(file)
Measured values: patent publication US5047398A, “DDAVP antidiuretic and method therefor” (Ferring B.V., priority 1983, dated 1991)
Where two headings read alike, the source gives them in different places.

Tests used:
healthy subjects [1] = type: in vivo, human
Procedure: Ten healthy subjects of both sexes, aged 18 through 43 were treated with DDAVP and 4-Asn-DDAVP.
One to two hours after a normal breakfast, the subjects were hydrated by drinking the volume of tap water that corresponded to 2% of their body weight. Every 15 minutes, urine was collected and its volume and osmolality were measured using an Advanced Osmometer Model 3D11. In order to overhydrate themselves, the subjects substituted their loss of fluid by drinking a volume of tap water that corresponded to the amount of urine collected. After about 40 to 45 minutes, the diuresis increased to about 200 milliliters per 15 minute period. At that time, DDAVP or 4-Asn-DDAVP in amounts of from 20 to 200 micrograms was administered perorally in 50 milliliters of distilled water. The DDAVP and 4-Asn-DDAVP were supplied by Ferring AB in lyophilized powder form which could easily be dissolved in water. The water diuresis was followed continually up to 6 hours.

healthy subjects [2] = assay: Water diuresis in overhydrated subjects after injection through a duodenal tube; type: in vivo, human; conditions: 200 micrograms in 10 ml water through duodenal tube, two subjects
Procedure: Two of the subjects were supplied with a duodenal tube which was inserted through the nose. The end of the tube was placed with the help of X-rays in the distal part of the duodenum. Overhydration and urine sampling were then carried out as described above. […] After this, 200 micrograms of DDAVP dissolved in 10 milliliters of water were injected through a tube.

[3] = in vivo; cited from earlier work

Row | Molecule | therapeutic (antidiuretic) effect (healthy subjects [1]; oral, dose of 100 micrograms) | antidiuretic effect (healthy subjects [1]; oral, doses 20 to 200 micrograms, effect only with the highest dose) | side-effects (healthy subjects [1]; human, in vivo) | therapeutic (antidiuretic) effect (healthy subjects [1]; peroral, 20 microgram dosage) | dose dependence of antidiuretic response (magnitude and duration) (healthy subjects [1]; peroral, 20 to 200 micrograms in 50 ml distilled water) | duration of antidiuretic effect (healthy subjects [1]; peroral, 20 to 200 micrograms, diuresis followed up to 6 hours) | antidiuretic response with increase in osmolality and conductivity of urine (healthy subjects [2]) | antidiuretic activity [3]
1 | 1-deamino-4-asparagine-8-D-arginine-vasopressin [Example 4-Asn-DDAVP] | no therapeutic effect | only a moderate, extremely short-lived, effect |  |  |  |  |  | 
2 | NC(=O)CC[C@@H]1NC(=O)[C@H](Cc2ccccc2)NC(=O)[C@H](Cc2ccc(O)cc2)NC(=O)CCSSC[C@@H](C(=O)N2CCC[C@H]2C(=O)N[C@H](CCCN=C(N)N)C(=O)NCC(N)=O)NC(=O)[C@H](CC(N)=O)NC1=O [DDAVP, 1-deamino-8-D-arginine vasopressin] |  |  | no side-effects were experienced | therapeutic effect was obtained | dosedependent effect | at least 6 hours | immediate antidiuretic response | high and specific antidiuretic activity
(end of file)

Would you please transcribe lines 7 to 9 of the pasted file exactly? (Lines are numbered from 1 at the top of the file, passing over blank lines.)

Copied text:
healthy subjects [2] = assay: Water diuresis in overhydrated subjects after injection through a duodenal tube; type: in vivo, human; conditions: 200 micrograms in 10 ml water through duodenal tube, two subjects
Procedure: Two of the subjects were supplied with a duodenal tube which was inserted through the nose. The end of the tube was placed with the help of X-rays in the distal part of the duodenum. Overhydration and urine sampling were then carried out as described above. […] After this, 200 micrograms of DDAVP dissolved in 10 milliliters of water were injected through a tube.

[3] = in vivo; cited from earlier work